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Rice confirmation vote delayed

Democrats call for more debate on secretary of state nominee


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Democrats delay vote on Rice's confirmation as secretary of state.

Some senators have sharp words for Condoleezza Rice.

Rice's opening statement: "The time for diplomacy is now."
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WASHINGTON (CNN) -- The confirmation of Secretary of State designate Condoleezza Rice has been postponed to next week.

Senate Democrats objected to a full Senate vote on Thursday, saying they wanted more time for floor speeches.

Senate Minority Leader Harry Reid of Nevada raised the objection, saying Democrats needed four and a half hours to speak on the matter.

Republicans agreed to nine hours of debate on Tuesday. A full Senate vote is set for Wednesday.

The Senate did agree to vote on the confirmations of Mike Johanns as secretary of agriculture and Margaret Spellings as secretary of education. Both were approved by voice votes.

The Senate Foreign Relations Committee approved Rice's nomination 16-2 Wednesday, despite reservations of some Democrats who nonetheless voted for her.

The two dissenting votes came from Barbara Boxer of California and John Kerry of Massachusetts.

"I choose to vote my concerns, not to overlook them. I choose to vote my gut, not custom," Kerry said during a committee meeting that preceded the vote.

Kerry called Rice, President Bush's national security adviser, one of the "principal architects" of policies that he said have made the United States less secure.

While acknowledging that Rice will be confirmed eventually, some Democrats want to show they are ready to fight the president in his second term -- amid grumbling that party leaders did not stand up to Bush in his first term.

Senate Republicans hope the move will backfire because Americans looking for bipartisanship will be turned off by the maneuver.

If confirmed, Rice would become the first African-American woman and second female to become secretary of state. She would replace Colin Powell, whose confirmation by the committee in 2001 was unanimous.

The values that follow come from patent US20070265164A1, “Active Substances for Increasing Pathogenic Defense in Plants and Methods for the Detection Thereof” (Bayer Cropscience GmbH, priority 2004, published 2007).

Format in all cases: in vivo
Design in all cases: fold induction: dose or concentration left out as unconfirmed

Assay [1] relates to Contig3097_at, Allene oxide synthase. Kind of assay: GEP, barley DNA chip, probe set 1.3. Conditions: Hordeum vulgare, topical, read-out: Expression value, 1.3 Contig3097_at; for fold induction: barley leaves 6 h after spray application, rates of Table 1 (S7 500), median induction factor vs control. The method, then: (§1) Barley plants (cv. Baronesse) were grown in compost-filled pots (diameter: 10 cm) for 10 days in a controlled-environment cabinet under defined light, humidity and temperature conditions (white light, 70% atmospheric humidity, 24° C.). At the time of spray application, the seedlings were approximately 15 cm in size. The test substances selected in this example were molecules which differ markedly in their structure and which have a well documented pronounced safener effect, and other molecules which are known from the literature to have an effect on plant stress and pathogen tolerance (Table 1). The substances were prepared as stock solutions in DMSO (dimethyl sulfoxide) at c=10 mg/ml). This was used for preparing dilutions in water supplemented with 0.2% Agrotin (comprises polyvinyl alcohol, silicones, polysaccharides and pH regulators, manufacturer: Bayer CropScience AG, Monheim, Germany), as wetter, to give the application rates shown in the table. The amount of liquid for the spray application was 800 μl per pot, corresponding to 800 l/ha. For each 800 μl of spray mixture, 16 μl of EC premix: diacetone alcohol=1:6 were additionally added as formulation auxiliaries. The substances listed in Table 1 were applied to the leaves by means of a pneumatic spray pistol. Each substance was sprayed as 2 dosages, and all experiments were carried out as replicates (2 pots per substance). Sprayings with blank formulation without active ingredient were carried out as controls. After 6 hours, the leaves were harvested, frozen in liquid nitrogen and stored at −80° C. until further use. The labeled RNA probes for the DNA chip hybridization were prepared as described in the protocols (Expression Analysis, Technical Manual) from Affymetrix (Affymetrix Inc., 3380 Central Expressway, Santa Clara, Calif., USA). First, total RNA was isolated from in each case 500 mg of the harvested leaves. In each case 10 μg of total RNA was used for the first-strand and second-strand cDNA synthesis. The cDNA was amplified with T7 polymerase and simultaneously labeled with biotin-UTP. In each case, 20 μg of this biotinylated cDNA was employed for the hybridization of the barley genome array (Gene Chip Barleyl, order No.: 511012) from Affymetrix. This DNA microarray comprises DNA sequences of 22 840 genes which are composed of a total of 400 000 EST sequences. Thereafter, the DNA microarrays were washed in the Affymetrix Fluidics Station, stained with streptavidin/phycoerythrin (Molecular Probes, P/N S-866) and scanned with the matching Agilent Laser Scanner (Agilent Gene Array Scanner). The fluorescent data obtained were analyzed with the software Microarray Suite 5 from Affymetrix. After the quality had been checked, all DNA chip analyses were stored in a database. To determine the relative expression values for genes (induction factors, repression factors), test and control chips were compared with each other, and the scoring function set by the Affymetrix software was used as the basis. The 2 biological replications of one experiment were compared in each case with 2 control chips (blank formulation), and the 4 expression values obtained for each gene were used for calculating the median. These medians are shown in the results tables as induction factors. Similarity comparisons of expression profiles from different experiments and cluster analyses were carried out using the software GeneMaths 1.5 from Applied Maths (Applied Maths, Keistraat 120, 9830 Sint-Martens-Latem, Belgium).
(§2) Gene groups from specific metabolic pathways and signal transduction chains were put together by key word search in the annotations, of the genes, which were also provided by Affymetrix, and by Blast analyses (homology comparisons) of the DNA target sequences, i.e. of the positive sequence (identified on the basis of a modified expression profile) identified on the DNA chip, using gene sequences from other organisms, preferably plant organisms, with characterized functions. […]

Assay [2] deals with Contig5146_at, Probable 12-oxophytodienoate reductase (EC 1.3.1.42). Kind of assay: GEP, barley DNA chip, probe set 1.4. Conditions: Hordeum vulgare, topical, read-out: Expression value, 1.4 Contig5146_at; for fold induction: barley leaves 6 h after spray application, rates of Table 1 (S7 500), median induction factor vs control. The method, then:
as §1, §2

As the committee was voting on her nomination, Powell was making his farewell speech to workers at the State Department.

"I am so proud that I have had this chance to serve my nation once again," Powell said. "And when I step down from this job, I will have had close to 40 years of government service.

Rice, 50, faced nine hours of questioning Tuesday and two hours Wednesday in her confirmation hearing, including some pointed comments from Democrats who reluctantly voted for her like Sen. Joseph Biden of Delaware.

On Wednesday, Biden chided Rice for sticking "to the party line" and not admitting mistakes on Iraq.

"Instead of seizing the opportunity," Biden said, "it seems to me, Dr. Rice, you have danced around it and, sort of, stuck to the party line, which seems pretty consistent: You're always right. You never made any mistakes. You're never wrong."

Biden said he hoped Rice would tell Bush: "Hey, boss, it's not going that well. Hey, boss, read a little history."

Rice told Biden that although there were some "bad decisions," the end result is the measuring stick to use against the administration's decisions.

"I know enough about history to stand back and recognize that you judge decisions not in the moment, but how it all adds up," she said. "It's how Iraq turns out that ultimately matters."

She did say there were "lessons learned" in the Iraq reconstruction effort: "We didn't have the right skills, the right capacity to deal with a reconstruction effort of this kind."

"God love you, please do me a favor," Biden said in his closing remarks to Rice. "Start to tell us the whole deal."

Biden also criticized Rice for saying 120,000 Iraqi security officers are trained but failing to acknowledge how many are fully trained.

Biden asked Rice to tell him how many, in her opinion, have been fully trained. "Tell us how many of those folks you think -- you think," Biden said. "And for God's sake, don't listen to [Defense Secretary Donald] Rumsfeld, he doesn't know what in the hell he's talking about in this."

Rice acknowledged "problems with the training," but said the administration is working on those problems.

In the committee meeting after Wednesday's hearing, Boxer said she hoped Rice would see the difference between her new job and her old role "where she wasn't in any way responsible to come before Congress, but went to the American people and sold a war and continues to repeat things that were not so."


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